Idioms

    cream of the crop, the best or choicest: a college that accepts only students who are the cream of the crop.

Origin of cream

1300–50; Middle English creme < Anglo-French, Old French cresme < Late Latin chrīsma chrism
Dictionary.com Unabridged Based on the Random House Unabridged Dictionary, © Random House, Inc. 2019


Examples from the Web for cream

Contemporary Examples of cream

Historical Examples of cream


British Dictionary definitions for cream

cream

noun

  1. the fatty part of milk, which rises to the top if the milk is allowed to stand
  2. (as modifier)cream buns
anything resembling cream in consistencyshoe cream; beauty cream
the best one or most essential part of something; pickthe cream of the bunch; the cream of the joke
a soup containing cream or milkcream of chicken soup
any of various dishes, cakes, biscuits, etc, resembling or containing cream
a confection made of fondant or soft fudge, often covered in chocolate
cream sherry a full-bodied sweet sherry
  1. a yellowish-white colour
  2. (as adjective)cream wallpaper

verb

(tr) to skim or otherwise separate the cream from (milk)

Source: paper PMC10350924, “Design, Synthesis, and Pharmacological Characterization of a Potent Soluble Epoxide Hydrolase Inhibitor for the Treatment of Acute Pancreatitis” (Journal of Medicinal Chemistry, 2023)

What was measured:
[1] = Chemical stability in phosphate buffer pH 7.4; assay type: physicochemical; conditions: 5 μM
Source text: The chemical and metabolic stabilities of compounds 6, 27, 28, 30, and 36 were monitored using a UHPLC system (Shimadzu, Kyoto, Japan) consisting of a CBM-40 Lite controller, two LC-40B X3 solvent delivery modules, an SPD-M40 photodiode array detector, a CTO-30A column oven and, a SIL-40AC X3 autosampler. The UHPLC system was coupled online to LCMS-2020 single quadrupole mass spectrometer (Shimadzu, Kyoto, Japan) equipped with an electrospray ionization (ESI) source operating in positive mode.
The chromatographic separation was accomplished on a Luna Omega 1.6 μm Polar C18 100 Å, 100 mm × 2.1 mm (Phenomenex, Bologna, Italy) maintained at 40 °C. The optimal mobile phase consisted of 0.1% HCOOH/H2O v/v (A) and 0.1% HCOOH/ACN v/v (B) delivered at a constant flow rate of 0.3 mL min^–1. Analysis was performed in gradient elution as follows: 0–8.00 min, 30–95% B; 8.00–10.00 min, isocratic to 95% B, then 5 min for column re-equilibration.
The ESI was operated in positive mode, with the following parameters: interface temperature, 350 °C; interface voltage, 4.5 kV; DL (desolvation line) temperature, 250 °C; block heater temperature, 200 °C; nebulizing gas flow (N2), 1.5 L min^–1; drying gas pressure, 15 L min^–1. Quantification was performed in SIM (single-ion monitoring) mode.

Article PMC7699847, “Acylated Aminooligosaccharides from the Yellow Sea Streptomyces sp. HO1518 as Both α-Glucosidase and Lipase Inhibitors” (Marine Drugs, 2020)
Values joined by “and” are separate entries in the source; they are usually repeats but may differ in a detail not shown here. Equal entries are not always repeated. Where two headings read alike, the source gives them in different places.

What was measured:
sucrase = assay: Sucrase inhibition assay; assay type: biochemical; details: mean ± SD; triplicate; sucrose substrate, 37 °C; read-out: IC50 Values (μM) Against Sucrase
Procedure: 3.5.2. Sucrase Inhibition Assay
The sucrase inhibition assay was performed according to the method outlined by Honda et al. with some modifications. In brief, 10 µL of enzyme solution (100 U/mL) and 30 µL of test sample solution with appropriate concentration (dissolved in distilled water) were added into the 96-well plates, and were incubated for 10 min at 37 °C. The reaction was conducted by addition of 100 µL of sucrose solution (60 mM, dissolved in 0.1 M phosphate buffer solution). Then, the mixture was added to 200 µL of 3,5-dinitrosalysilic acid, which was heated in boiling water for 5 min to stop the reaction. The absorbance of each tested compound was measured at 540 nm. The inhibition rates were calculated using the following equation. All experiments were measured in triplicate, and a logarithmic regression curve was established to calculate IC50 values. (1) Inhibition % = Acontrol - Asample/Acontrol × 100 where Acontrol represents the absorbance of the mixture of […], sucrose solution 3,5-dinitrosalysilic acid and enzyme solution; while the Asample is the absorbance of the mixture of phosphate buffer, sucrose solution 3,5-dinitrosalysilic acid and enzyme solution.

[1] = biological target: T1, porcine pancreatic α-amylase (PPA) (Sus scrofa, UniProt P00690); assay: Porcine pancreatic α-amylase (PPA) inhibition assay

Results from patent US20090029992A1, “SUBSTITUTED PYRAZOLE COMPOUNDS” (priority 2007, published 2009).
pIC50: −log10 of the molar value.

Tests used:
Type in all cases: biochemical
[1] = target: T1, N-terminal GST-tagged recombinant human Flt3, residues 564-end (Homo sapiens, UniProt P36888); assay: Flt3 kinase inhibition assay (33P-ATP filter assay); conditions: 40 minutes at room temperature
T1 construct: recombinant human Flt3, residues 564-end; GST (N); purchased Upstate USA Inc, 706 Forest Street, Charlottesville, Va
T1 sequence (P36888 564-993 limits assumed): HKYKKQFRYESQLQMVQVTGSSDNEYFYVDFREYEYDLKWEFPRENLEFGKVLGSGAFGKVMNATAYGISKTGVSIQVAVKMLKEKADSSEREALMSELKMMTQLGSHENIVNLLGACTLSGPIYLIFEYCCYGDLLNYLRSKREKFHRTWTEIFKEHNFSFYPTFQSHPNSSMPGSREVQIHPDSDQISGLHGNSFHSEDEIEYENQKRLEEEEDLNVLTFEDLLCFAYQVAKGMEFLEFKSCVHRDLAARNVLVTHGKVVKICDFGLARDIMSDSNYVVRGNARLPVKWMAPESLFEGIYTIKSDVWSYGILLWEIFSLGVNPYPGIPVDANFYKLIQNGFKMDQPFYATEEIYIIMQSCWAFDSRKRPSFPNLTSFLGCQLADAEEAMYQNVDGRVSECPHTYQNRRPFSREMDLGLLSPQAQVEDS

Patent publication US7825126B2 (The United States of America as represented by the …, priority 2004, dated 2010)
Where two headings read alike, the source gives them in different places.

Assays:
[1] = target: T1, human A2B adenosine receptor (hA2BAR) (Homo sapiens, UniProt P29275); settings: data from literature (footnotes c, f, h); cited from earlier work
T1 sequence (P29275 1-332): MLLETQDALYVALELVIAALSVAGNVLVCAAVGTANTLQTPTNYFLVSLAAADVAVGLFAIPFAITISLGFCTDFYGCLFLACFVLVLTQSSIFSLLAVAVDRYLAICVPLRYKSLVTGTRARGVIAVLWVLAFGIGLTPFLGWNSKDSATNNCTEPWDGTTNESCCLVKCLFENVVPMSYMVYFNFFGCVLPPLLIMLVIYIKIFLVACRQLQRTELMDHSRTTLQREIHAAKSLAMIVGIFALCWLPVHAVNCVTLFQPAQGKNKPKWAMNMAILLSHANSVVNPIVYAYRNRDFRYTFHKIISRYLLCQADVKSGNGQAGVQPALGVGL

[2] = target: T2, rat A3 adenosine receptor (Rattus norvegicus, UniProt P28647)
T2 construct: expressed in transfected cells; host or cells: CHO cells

(tr) to beat (foodstuffs, esp butter and sugar) to a light creamy consistency
(intr) to form cream
(tr) to add or apply cream or any creamlike substance toto cream one's face; to cream coffee
(tr sometimes foll by off) to take away the best part of
(tr) to prepare or cook (vegetables, chicken, etc) with cream or milk
to allow (milk) to form a layer of cream on its surface or (of milk) to form such a layer
(tr) slang, mainly US, Canadian and Australian to beat thoroughly
(intr) slang (of a man) to ejaculate during orgasm
Derived Formscreamlike, adjective

Word Origin for cream

C14: from Old French cresme, from Late Latin crāmum cream, of Celtic origin; influenced by Church Latin chrisma unction, chrism
Collins English Dictionary - Complete & Unabridged 2012 Digital Edition © William Collins Sons & Co. Ltd. 1979, 1986 © HarperCollins Publishers 1998, 2000, 2003, 2005, 2006, 2007, 2009, 2012

Word Origin and History for cream
n.

early 14c., creyme, from Old French cresme (13c., Modern French crème) "chrism, holy oil," blend of Late Latin chrisma "ointment" (from Greek khrisma "unguent;" see chrism) and Late Latin cramum "cream," which is perhaps from Gaulish. Replaced Old English ream. Re-borrowed 19c. from French as creme. Figurative sense of "most excellent element or part" is from 1580s. Cream-cheese is from 1580s.

v.

mid-15c., "to foam," from cream (n.). Meaning "to beat, thrash, wreck" is 1929, U.S. colloquial. Related: Creamed; creaming.

Online Etymology Dictionary, © 2010 Douglas Harper

cream in Medicine

cream

[krēm]

n.

The yellowish fatty component of unhomogenized milk that tends to accumulate at the surface.
A pharmaceutical preparation consisting of a semisolid emulsion of either the oil-in-water or the water-in-oil type, ordinarily intended for topical use.
The American Heritage® Stedman's Medical Dictionary Copyright © 2002, 2001, 1995 by Houghton Mifflin Company. Published by Houghton Mifflin Company.